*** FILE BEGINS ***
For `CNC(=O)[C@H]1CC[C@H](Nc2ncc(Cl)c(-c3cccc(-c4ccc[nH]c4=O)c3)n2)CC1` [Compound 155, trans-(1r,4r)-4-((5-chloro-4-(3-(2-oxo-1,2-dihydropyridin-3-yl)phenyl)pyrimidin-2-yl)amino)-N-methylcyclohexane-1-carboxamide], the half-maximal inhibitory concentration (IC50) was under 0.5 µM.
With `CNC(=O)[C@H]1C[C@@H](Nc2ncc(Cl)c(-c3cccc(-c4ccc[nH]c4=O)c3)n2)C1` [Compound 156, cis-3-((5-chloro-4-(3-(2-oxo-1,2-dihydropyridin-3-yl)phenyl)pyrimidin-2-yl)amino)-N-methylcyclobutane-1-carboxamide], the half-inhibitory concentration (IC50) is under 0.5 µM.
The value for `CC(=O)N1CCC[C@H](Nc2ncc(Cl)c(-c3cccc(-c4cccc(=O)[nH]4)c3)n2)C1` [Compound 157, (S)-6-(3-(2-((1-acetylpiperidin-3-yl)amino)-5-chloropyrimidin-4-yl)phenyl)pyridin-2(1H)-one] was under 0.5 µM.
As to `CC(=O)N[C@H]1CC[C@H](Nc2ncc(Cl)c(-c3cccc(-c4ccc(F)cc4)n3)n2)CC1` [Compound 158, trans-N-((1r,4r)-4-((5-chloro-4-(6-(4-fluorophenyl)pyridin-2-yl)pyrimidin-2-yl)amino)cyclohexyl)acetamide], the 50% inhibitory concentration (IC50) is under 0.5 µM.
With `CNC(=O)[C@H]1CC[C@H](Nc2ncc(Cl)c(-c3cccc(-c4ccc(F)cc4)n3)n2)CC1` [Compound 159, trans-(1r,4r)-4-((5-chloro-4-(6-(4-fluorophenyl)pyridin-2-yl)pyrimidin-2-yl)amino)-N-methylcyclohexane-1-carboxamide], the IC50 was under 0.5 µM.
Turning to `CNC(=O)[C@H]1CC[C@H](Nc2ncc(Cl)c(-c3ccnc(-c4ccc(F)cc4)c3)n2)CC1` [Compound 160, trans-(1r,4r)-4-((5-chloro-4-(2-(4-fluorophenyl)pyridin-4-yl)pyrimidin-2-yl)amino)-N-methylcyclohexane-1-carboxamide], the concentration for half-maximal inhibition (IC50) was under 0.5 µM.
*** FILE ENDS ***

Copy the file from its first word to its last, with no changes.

For `CNC(=O)[C@H]1CC[C@H](Nc2ncc(Cl)c(-c3cccc(-c4ccc[nH]c4=O)c3)n2)CC1` [Compound 155, trans-(1r,4r)-4-((5-chloro-4-(3-(2-oxo-1,2-dihydropyridin-3-yl)phenyl)pyrimidin-2-yl)amino)-N-methylcyclohexane-1-carboxamide], the half-maximal inhibitory concentration (IC50) was under 0.5 µM.
With `CNC(=O)[C@H]1C[C@@H](Nc2ncc(Cl)c(-c3cccc(-c4ccc[nH]c4=O)c3)n2)C1` [Compound 156, cis-3-((5-chloro-4-(3-(2-oxo-1,2-dihydropyridin-3-yl)phenyl)pyrimidin-2-yl)amino)-N-methylcyclobutane-1-carboxamide], the half-inhibitory concentration (IC50) is under 0.5 µM.
The value for `CC(=O)N1CCC[C@H](Nc2ncc(Cl)c(-c3cccc(-c4cccc(=O)[nH]4)c3)n2)C1` [Compound 157, (S)-6-(3-(2-((1-acetylpiperidin-3-yl)amino)-5-chloropyrimidin-4-yl)phenyl)pyridin-2(1H)-one] was under 0.5 µM.
As to `CC(=O)N[C@H]1CC[C@H](Nc2ncc(Cl)c(-c3cccc(-c4ccc(F)cc4)n3)n2)CC1` [Compound 158, trans-N-((1r,4r)-4-((5-chloro-4-(6-(4-fluorophenyl)pyridin-2-yl)pyrimidin-2-yl)amino)cyclohexyl)acetamide], the 50% inhibitory concentration (IC50) is under 0.5 µM.
With `CNC(=O)[C@H]1CC[C@H](Nc2ncc(Cl)c(-c3cccc(-c4ccc(F)cc4)n3)n2)CC1` [Compound 159, trans-(1r,4r)-4-((5-chloro-4-(6-(4-fluorophenyl)pyridin-2-yl)pyrimidin-2-yl)amino)-N-methylcyclohexane-1-carboxamide], the IC50 was under 0.5 µM.
Turning to `CNC(=O)[C@H]1CC[C@H](Nc2ncc(Cl)c(-c3ccnc(-c4ccc(F)cc4)c3)n2)CC1` [Compound 160, trans-(1r,4r)-4-((5-chloro-4-(2-(4-fluorophenyl)pyridin-4-yl)pyrimidin-2-yl)amino)-N-methylcyclohexane-1-carboxamide], the concentration for half-maximal inhibition (IC50) was under 0.5 µM.